The curious case of Covaxin royalties

ICMR’s contradictions and obfuscation on ownership of the vaccine’s intellectual property is not helping in the fight against COVID-19  

By Latha Jishnu
Published: Monday 31 May 2021

As one of the handful of countries to have produced a vaccine against the novel coronavirus disease (COVID-19), India ought to be celebrating its achievement. Instead, almost everything to do with Covaxin, the vaccine developed by the Indian Council for Medical Research (ICMR) in partnership with the private vaccine company Bharat Biotech Ltd (BBIL), is cloaked in ambiguity.

The haziest aspect is ownership of the intellectual property (IP) on the vaccine: Statements by ICMR have only added to the confusion; BBIL has chosen to maintain a studied silence on the subject.

The chronology of research on the SARS-CoV-2 virus in India and the development of Covaxin begs a question: If not for critical work done by public sector laboratories, would the vaccine have been developed by BBIL, and in such a short time?

In the global campaign for wider access to vaccines to fight the deadly covid-19 pandemic, the most contested issue is the role of public funding in the development of successful vaccines brought to the market. Should private companies be allowed to reap huge profits through the grant of patent monopolies on life-saving vaccines, when much of the funding has come from public research and taxpayer money? 

The Covaxin case provokes a similar question. But here the issue is murky. There is no clarity on who owns the rights to the vaccine. The first public disclosure on Covaxin’s IP was made to The Hindu on May 3, 2021 after mounting demands from the scientific fraternity, legal experts and the media seeking details of funding and the IP rights.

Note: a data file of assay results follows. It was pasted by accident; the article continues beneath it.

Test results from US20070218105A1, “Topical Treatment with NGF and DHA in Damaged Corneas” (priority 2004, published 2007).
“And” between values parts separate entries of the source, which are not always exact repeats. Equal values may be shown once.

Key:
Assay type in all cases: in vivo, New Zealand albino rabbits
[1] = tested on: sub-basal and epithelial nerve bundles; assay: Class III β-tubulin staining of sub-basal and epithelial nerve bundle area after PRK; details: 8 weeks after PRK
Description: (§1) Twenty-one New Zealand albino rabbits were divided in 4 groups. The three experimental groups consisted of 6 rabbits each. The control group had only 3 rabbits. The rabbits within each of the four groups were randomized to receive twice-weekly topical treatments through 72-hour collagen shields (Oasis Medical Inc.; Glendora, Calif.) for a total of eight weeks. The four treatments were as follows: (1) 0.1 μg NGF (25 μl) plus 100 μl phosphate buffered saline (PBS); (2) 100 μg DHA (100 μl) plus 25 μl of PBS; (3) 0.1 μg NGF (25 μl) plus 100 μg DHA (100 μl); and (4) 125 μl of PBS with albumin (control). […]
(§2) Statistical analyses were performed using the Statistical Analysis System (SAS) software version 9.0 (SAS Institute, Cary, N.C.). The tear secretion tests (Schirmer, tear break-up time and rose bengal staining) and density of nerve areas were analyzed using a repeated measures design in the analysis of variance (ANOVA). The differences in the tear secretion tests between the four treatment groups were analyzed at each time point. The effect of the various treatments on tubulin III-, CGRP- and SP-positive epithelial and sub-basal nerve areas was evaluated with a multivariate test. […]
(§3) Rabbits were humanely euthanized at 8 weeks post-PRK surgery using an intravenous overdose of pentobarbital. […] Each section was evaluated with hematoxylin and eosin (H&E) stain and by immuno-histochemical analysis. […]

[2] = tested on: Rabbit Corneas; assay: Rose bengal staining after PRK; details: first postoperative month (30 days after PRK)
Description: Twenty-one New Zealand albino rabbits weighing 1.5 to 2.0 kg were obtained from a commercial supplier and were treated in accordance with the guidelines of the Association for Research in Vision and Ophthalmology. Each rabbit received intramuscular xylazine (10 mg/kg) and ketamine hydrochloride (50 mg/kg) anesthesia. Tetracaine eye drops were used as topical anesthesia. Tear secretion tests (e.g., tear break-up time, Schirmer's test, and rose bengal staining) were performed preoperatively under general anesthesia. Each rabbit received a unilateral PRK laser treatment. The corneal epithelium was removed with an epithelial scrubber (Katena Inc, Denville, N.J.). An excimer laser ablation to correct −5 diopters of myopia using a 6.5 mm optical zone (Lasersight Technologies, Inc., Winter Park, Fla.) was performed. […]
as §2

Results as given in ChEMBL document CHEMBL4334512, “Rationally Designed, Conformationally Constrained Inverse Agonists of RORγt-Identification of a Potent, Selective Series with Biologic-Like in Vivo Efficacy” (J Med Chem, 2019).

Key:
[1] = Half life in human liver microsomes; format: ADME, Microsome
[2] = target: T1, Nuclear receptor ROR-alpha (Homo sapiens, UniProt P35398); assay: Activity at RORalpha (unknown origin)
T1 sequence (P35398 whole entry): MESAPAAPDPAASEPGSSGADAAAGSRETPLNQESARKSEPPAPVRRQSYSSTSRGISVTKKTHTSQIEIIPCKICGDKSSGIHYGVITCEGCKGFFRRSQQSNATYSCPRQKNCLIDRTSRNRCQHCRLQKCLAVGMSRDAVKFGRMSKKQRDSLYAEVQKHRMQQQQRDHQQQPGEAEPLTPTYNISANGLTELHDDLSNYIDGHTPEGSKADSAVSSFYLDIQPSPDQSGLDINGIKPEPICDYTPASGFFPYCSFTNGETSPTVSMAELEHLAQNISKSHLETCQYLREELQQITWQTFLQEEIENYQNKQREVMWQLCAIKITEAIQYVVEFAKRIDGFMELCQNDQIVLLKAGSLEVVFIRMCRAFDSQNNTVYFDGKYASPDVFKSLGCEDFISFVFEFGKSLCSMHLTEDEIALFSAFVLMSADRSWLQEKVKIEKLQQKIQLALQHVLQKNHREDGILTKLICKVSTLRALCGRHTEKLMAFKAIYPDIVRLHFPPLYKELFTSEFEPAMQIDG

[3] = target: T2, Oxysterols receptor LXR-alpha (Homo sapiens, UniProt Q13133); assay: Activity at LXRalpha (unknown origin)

The daily reported the product IP to be “shared”. The public-private partnership, we were told by ICMR Director-General Balram Bhargava, was formalised under a memorandum of understanding between ICMR and BBIL and the IP was “shared”. In an email reply to the newspaper, Bhargava disclosed that the apex health research body would receive royalty payments on net sales from BBIL.

To make it amply clear that it was a joint undertaking, he pointed out that the name of ICMR and its National Institute of Virology (NIV) would be printed on the vaccine boxes. NIV is a major institute of ICMR and a designated World Health Organization reference laboratory for the southeast Asia region.

Within days, however, a report in sister publication the Hindu BusinessLine, had a slightly different version. An unnamed top official privy to the developments was quoted by the newspaper as saying the contract with BBIL was open-ended and ICMR was free to share the technology with other companies. It was entitled to a 5 per cent royalty from BBIL.

Note that the word used here is “contract”. Was it, then, a contract manufacturing agreement like that of the Serum Institute of India (SII) with AstraZeneca to produce its Covishield vaccine?

In the wake of the deadly spread of the second wave of the pandemic, the government has roped in three public sector vaccine institutes to make Covaxin. But if it has the right to grant to licences at will, the big question is why just choose Haffkine — it was the only one authorised initially — and not every vaccine company in the country that is eligible to make the product?